When you finish planting your garden for the season, it's common to have seed packets left over, perhaps even some you didn't open. There's no reason to throw these away, as properly stored they can be used next year, and perhaps be good even beyond that.
First, you'll want any seeds you store to be dry. If you have any reason to believe moisture has gotten into the seed packet, pour the contents of the packet onto a paper towel and check. If the seeds are wet at all, leave them spread out in a warm dry place until they fully dry out before putting them back in the packet. (Make sure the inside of the packet is dry as well.)
Seal the seed packets if they've been opened, but then also put them into a larger container. Use a can or jar with a lid-something that will keep out moisture and also block rodents or insects such as weevils and borers.
Tiny insects can sometimes already have infiltrated your seeds but be too small for you to have noticed. In that case, the container won't keep them out because they're already in. So what some gardeners do as an extra precaution is to add a few pinches of diatomaceous earth (DE) to their seeds before sealing the container. DE is a non-toxic substance available at garden centers that protects against insect damage.
To further combat moisture, add one or more desiccant packets. You can either buy silica gel packets (sold in leather stores, camera stores, and many other stores), or make your own. Just take a Kleenex tissue, pour a tablespoon of powdered milk onto the center of it, wrap it up into a packet, and place it at the bottom of your container of seeds. This helps remove moisture from the air inside the container.
Check the inside of your container a few hours after you seal it. If you can feel any moisture on the inside walls, that's condensation that indicates you have not succeeded in creating a dry enough environment. Start over by drying the seeds and the container thoroughly.
The reason you need to be meticulous about keeping your seeds dry is that moisture is one of the signals that tells a seed to germinate (or makes it prone to become moldy or mildewy). Other signals that tell a seed to germinate are heat and light. So you not only want your seed packets to be stored in such a way that they stay dry, but you also want them to stay cool and in the dark.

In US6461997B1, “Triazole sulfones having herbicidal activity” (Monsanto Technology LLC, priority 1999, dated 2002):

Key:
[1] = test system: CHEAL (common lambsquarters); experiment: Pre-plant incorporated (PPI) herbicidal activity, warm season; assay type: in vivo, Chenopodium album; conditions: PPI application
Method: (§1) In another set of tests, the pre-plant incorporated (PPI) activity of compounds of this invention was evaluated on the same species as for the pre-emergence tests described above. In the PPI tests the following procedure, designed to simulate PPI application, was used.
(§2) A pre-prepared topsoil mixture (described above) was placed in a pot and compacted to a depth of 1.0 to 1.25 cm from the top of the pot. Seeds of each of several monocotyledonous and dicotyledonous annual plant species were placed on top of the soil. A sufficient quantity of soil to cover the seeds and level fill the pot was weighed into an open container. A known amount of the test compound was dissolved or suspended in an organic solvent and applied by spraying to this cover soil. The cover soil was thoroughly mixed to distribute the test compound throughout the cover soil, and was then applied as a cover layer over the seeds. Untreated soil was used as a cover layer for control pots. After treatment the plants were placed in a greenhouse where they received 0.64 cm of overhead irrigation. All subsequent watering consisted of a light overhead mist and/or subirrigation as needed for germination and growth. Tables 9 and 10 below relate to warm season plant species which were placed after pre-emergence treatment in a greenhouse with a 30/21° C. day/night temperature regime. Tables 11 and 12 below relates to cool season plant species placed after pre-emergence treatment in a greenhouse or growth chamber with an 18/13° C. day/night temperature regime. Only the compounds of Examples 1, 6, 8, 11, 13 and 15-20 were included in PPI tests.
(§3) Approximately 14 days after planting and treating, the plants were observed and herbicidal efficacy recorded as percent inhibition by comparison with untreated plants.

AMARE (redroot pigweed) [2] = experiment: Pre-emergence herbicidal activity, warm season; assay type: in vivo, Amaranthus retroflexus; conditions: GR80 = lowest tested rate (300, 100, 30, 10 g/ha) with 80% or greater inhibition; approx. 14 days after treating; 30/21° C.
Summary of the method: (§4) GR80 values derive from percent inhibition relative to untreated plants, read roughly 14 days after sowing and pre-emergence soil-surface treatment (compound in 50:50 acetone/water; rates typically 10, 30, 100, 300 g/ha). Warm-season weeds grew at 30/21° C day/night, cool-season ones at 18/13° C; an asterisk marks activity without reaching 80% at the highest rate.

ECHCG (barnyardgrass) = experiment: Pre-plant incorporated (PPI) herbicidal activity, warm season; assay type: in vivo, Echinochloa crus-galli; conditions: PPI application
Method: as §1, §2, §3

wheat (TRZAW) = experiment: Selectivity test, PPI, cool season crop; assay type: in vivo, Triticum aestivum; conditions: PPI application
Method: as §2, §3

The back of the refrigerator is a popular spot for seed storage. Some gardeners bury the containers underground. Others keep them in out of the way corners in unheated basements and garages.
How long your seeds will last depends on how well you store them, but also on the type of plant. There's a chart at Growing Taste that gives the approximate survival duration of different seeds. For plants such as collards and lettuce, you may well still be able to plant their seeds successfully after five years or more, if the packets are kept properly stored. Whereas for others such as onions and spinach, you'll be fortunate to get even one full year of successful storage out of their seeds.
Shortly before you want to plant your stored seeds, move the container to a warmer area and let it heat up gradually before opening it, to minimize condensation. Take 5-10 seeds and place them between two damp paper towels at room temperature of at least 65 F. Keep the paper towels damp. Check how many seeds show signs of germination within three days. If most or all of them do, you're good to go. If instead there are no signs of life from most or all of them, then in all likelihood the storage for the packet as a whole was unsuccessful and it's probably not worth bothering to plant the seeds from that packet.